Poisson d'Avril to Polydamas

Poisson d'Avril An April fool. The poisson d'Avril is the mackerel, and we have the expression “You silly mackerel,” and silly indeed are those who allow themselves to be caught by the palpable jokes engendered on the 1st of April. The Scotch say “hunting the gowk” (cuckoo). It is said that the best explanation is a reference to Matt. xxix. 2.
    The mackerel, says Oudin, is called the poisson d'Avril, “parce que les macquereaux se prennent et se mangent environ ce mois-la.”
   A correspondent of Notes and Queries (June 20, 1891, p. 494) says that the April fish is the aurata, sacred to Venus.

Poke A bag, pouch, or sack.

Poke A lazy person, a loafer, a dawdler.

Poke To thrust or push against; to thrust or butt with the horns. Also to busy oneself without any definite object.

“Poking about where we had no business.”- Kingsley: Two Years Ago
   To poke fun at one is to make one a laughing-stock.

“At-table he was hospitable and jocose, always poking good-natured fun at Luke.”- E. Lynn Lynton: Lizzie Lorton of Greyrigg, chap. xii.
Poke Bonnet A long, straight, projecting bonnet, formerly commonly worn by women.

Poker A poker set leaning against the upper bars of a fire to draw it up. This is to make a cross to keep off Lob, the house spirit, who loves to lie before the fire, and, like Puck and Robin Good-fellow, dearly loves mischief and practical jokes.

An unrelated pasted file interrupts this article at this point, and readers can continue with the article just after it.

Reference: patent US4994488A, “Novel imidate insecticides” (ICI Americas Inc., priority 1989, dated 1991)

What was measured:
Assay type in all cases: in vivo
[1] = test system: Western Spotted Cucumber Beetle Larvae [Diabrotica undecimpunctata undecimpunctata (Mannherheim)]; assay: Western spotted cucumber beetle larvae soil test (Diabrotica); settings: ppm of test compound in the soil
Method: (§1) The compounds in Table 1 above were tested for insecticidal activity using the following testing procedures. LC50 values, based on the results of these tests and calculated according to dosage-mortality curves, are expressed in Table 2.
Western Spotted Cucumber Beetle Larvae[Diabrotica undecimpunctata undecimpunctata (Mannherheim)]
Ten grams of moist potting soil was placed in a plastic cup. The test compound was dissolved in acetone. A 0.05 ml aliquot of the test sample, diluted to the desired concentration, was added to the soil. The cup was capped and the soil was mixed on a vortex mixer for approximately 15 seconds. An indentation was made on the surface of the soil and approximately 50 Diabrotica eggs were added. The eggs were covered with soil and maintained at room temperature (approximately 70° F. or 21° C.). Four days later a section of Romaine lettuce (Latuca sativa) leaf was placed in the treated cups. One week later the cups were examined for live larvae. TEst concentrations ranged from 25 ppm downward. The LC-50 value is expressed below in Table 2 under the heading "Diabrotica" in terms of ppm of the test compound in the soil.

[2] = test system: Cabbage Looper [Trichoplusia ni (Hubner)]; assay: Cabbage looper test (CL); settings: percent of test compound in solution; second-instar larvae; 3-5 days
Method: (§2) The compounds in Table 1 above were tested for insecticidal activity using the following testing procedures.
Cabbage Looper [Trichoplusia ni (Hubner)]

Poker Pictures Drawings executed by the point of a hot poker or “heater” of an Italian iron. By charring different parts more or less, various tints are obtained.

Poker Talk Gossip, fireside chit-chat.

“Gaston rattled forth this specimen of poker talk lightly.”- Mrs. Edwardes: A Girton Girl, ch. ii.
Pokers The 'squire Bedels who carry a silver mace or poker before the Vice-Chancellor are so called at Cambridge.

Poky Cramped, narrow, confined; as, a poky corner. Also poor and shabby.

“The ladies were in their pokiest old headgear.”- Thackeray: The Newcomes, chap. lvii.
Polack An inhabitant of Poland. (French, Polaque.)

“So frowned he once, when, in angry parle,
He smote the sledded Polacks on the ice.”
Shakespeare: Hamlet, i. I.
Polarisation of Light is the absorption of those rays which are at right angles to the rays preserved: Thus A B is one ray in which A is reflected to B and B to A; C D is a ray, in which C is reflected to D and D to C. In E G F H, if the light is polarised, either E F or G H is absorbed. A B and C D are the poles of light, or the directions in which the rays are reflected.

Poleas (2 syl.). The labouring class of India.

“Poleas the labouring lower clans are named,
By the proud Nayres the noble rank is claimed.”
Poles Under bare poles. Said of a ship when all her sails are furled.

Polichinelle Le secret de ... (See Secret .)

Polinesso (in Orlando Furioso). Duke of Albany, who falsely accused Geneura of incontinency, and was slain in single combat by Ariodantes.

Polish off To finish out of hand. In allusion to articles polished.
   I'll polish him off in no time means I'll set him down, I'll give him a drubbing.
   To polish off a meal is to eat it quickly, and not keep anyone waiting.

  By PanEris using Melati.

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